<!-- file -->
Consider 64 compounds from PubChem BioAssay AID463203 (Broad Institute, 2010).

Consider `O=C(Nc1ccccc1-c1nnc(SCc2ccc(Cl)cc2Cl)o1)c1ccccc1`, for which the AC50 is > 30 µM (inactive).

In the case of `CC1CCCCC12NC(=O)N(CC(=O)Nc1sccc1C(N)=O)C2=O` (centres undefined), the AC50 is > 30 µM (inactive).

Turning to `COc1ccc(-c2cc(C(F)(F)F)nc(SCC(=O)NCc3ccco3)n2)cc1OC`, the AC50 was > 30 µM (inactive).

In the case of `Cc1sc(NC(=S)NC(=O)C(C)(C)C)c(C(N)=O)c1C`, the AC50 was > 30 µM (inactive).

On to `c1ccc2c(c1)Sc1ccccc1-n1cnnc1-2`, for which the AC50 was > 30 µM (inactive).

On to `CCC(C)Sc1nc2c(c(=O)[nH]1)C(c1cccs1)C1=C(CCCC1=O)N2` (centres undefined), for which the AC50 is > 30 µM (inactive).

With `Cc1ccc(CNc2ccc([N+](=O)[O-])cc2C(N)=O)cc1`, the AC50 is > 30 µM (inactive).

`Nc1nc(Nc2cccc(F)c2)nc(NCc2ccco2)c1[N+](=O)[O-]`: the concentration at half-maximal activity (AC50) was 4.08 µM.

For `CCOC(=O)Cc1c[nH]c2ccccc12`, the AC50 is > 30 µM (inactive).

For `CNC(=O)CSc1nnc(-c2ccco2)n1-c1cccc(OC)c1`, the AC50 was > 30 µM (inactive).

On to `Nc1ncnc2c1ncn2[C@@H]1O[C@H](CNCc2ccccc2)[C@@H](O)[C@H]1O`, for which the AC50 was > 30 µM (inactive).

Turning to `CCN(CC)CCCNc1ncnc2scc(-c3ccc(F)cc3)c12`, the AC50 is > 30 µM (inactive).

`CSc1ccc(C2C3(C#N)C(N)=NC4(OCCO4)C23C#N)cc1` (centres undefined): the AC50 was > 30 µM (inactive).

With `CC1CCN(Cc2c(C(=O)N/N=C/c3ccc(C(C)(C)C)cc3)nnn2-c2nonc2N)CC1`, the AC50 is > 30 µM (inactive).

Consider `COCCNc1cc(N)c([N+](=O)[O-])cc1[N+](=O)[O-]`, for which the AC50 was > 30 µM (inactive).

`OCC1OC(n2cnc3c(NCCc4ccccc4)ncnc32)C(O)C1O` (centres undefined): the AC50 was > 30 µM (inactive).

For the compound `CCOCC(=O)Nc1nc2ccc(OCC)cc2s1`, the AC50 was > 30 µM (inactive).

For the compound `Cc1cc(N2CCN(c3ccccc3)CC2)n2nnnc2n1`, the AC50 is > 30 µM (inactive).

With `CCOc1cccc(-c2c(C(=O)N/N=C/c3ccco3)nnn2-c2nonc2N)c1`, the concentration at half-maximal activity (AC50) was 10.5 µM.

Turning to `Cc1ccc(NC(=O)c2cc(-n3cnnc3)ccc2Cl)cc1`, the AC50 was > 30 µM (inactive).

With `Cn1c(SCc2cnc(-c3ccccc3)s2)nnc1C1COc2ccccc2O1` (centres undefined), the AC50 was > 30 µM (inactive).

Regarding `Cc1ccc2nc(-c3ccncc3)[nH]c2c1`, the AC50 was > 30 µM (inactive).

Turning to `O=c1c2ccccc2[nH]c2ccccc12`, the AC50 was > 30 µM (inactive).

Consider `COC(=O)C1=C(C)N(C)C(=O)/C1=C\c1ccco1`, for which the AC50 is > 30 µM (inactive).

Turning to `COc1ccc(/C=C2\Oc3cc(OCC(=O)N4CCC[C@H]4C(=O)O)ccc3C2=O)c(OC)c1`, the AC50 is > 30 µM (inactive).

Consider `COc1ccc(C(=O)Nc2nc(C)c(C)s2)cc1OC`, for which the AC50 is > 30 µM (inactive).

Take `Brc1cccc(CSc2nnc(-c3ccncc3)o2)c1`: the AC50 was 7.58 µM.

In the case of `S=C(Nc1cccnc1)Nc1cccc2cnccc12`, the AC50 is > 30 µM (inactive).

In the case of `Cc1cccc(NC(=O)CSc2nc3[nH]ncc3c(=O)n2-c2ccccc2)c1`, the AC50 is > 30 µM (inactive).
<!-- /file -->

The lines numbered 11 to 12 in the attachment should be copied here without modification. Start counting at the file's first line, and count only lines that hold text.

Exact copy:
For `CNC(=O)CSc1nnc(-c2ccco2)n1-c1cccc(OC)c1`, the AC50 was > 30 µM (inactive).

On to `Nc1ncnc2c1ncn2[C@@H]1O[C@H](CNCc2ccccc2)[C@@H](O)[C@H]1O`, for which the AC50 was > 30 µM (inactive).